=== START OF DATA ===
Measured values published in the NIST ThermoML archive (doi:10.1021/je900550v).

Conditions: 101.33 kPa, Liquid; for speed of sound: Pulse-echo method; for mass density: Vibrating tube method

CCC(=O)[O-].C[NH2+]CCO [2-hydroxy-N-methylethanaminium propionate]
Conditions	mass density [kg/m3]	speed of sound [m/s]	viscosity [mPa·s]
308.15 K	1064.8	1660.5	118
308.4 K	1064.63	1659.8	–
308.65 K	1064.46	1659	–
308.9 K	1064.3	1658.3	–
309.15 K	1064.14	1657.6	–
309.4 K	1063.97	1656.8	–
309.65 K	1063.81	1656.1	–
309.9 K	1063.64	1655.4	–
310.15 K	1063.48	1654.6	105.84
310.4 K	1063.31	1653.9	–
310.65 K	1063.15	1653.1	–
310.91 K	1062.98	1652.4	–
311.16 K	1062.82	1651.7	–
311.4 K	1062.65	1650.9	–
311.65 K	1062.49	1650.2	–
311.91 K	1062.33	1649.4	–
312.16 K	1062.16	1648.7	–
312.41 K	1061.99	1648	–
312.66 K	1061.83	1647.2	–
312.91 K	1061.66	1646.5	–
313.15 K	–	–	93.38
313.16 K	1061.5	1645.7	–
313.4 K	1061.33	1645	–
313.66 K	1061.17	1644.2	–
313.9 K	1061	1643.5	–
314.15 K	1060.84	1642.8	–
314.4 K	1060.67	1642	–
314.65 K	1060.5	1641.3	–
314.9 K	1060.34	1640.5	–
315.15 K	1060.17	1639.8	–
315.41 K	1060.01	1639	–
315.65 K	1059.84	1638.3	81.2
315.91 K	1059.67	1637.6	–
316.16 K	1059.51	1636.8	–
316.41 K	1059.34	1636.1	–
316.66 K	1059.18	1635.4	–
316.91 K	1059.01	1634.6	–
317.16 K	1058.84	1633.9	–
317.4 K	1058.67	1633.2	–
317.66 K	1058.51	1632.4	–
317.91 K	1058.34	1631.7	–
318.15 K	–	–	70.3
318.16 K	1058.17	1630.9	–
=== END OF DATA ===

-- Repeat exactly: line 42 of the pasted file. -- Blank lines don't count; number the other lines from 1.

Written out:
317.16 K	1058.84	1633.9	–